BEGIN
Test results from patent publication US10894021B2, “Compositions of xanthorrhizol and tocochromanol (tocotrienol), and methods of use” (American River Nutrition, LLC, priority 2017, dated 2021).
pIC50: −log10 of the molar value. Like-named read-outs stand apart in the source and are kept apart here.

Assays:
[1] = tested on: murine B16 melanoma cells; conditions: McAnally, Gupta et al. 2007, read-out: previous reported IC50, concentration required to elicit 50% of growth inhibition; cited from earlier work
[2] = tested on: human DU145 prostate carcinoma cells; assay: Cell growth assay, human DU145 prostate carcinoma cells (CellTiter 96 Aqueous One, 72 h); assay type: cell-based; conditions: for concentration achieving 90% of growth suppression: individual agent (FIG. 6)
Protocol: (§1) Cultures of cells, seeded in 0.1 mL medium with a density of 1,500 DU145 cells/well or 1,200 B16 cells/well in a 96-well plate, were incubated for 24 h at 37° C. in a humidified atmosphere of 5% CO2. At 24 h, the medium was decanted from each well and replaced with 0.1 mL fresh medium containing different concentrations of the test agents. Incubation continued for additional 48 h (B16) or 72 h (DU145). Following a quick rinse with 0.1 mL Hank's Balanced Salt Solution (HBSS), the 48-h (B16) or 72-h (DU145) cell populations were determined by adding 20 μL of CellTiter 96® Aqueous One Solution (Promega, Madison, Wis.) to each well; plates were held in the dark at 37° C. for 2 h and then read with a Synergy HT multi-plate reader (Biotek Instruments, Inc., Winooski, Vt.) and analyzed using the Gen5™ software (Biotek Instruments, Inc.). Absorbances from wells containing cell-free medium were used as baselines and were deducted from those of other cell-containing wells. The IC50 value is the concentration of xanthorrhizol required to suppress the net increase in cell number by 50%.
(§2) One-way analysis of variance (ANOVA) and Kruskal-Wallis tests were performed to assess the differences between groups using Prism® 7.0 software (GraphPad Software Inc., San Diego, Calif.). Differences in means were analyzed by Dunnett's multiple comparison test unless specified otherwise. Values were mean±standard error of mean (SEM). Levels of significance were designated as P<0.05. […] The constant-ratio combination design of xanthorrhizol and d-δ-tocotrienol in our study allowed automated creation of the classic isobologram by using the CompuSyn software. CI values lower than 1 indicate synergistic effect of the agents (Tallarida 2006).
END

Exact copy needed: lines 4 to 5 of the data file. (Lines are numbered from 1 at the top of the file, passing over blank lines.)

[1] = tested on: murine B16 melanoma cells; conditions: McAnally, Gupta et al. 2007, read-out: previous reported IC50, concentration required to elicit 50% of growth inhibition; cited from earlier work
[2] = tested on: human DU145 prostate carcinoma cells; assay: Cell growth assay, human DU145 prostate carcinoma cells (CellTiter 96 Aqueous One, 72 h); assay type: cell-based; conditions: for concentration achieving 90% of growth suppression: individual agent (FIG. 6)